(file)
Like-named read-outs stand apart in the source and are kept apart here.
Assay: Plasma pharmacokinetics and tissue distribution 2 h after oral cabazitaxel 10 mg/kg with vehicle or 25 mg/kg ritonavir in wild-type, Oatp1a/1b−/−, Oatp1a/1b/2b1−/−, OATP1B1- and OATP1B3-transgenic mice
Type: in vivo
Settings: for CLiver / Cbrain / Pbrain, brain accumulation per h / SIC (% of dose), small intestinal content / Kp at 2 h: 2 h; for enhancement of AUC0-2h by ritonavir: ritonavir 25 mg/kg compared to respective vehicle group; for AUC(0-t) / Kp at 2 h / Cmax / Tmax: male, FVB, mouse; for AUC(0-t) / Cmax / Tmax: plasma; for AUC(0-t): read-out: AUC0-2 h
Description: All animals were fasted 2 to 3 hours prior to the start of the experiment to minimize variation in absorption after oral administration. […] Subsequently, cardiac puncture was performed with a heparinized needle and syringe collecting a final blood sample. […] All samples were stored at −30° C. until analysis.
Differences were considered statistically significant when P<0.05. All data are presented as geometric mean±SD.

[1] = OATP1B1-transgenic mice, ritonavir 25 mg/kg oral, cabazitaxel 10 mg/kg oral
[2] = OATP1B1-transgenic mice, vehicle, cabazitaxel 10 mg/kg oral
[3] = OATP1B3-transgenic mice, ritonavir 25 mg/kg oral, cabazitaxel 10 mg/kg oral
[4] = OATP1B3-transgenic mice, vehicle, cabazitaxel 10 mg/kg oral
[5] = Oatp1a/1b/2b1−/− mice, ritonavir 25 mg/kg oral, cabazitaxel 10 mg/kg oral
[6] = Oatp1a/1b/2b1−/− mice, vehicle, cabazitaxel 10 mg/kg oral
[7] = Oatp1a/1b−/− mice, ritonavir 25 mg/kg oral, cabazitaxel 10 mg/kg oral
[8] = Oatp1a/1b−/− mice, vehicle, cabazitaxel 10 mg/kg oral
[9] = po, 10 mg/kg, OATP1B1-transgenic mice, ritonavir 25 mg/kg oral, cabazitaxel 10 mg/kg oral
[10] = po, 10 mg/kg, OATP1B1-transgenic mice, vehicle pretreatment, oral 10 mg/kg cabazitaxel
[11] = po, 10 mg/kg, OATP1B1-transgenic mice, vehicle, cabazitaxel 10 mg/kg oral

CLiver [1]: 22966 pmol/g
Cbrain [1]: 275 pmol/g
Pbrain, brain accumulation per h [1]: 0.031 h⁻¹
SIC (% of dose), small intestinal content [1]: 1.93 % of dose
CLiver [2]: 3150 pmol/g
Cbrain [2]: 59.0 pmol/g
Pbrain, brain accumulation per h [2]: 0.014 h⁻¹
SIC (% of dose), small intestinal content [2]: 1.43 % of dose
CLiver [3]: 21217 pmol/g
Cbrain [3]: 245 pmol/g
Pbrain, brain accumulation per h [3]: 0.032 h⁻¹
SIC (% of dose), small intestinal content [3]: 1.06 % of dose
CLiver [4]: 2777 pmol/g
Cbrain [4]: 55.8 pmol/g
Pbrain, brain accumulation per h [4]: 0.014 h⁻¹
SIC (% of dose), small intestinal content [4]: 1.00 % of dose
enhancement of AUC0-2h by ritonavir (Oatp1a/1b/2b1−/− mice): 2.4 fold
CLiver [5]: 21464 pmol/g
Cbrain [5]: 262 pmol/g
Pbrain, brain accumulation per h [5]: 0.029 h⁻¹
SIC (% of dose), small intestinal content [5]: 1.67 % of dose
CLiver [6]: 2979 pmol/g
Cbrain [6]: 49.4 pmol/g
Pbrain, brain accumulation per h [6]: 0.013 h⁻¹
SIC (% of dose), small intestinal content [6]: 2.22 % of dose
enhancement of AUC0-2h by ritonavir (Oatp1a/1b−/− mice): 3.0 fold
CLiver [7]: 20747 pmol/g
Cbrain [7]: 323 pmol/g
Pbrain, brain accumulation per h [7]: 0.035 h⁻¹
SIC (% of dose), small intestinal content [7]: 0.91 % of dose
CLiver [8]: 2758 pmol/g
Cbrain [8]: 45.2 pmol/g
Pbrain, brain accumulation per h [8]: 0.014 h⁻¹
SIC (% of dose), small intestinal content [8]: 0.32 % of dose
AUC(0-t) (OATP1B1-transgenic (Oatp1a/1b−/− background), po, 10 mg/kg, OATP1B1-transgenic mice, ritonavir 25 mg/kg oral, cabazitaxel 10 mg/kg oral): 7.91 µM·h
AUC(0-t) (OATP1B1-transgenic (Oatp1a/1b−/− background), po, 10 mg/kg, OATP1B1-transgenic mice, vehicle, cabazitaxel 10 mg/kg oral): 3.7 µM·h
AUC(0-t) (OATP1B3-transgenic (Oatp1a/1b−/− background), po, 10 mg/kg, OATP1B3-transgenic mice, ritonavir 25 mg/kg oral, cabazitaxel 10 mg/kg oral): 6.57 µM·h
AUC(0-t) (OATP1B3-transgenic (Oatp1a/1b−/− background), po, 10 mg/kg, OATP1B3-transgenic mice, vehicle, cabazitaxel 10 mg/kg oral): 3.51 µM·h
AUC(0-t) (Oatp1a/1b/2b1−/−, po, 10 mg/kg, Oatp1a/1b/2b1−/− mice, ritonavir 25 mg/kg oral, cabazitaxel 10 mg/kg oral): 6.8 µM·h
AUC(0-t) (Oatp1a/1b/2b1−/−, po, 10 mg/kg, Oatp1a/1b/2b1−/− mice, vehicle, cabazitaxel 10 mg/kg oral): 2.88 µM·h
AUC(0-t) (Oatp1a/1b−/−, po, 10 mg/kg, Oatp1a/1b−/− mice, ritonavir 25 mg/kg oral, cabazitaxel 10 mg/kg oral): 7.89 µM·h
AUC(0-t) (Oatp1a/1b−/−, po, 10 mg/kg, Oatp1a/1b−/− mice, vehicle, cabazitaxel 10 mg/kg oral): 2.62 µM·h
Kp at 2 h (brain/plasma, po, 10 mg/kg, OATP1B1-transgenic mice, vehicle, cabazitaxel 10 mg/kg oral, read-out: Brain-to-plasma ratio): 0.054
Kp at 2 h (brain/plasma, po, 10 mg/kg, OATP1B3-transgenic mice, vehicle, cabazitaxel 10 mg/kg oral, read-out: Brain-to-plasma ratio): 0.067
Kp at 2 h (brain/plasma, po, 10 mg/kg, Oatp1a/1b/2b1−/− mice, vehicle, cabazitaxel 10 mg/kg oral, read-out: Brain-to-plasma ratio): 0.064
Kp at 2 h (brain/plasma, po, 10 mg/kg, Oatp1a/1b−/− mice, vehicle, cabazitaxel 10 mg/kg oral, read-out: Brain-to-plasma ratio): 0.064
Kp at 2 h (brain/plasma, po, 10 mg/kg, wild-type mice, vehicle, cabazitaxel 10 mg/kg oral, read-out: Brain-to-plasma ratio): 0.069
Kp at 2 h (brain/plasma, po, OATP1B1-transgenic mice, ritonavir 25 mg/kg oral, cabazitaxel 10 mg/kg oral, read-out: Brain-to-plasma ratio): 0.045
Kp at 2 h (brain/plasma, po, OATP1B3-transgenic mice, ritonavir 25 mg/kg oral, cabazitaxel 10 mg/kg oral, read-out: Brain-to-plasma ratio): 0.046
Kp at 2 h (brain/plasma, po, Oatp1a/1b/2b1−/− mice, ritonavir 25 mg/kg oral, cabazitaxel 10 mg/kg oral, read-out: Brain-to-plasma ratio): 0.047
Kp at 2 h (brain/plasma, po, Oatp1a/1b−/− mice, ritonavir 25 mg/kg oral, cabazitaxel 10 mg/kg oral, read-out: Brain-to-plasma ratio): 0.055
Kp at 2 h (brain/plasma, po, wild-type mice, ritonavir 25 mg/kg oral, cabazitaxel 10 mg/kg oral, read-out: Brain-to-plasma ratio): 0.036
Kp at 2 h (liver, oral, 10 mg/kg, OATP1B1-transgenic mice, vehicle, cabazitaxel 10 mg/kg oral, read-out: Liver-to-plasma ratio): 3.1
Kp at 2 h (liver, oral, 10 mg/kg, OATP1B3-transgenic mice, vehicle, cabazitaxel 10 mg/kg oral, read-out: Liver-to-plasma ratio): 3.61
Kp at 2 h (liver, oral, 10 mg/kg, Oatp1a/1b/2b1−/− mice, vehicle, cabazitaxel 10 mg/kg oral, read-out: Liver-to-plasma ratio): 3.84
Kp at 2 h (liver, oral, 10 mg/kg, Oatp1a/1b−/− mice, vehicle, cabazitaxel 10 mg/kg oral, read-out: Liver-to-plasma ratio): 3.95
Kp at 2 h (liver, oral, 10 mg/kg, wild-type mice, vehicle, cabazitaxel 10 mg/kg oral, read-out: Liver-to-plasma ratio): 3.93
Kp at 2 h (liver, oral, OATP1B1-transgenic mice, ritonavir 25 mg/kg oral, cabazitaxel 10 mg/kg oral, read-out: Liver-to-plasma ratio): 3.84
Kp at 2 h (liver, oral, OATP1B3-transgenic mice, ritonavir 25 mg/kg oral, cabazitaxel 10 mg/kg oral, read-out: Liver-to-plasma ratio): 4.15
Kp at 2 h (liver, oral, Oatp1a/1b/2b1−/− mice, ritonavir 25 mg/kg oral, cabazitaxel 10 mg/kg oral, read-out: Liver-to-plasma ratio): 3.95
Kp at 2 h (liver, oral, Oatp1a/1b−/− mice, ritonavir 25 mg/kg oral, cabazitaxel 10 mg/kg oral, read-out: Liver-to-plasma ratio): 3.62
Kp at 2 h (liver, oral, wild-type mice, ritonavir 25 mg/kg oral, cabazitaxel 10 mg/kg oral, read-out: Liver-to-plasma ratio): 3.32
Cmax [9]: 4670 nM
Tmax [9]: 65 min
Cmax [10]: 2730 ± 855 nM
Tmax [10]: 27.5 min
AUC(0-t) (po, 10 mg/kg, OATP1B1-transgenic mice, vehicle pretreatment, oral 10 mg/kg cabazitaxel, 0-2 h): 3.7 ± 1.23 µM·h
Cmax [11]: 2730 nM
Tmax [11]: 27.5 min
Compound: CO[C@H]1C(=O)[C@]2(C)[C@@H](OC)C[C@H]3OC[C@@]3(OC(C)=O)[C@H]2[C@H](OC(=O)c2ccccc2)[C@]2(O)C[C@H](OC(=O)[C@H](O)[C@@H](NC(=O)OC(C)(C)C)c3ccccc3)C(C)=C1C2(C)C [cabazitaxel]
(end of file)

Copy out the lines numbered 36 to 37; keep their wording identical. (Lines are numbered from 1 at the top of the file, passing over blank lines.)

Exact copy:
Cbrain [5]: 262 pmol/g
Pbrain, brain accumulation per h [5]: 0.029 h⁻¹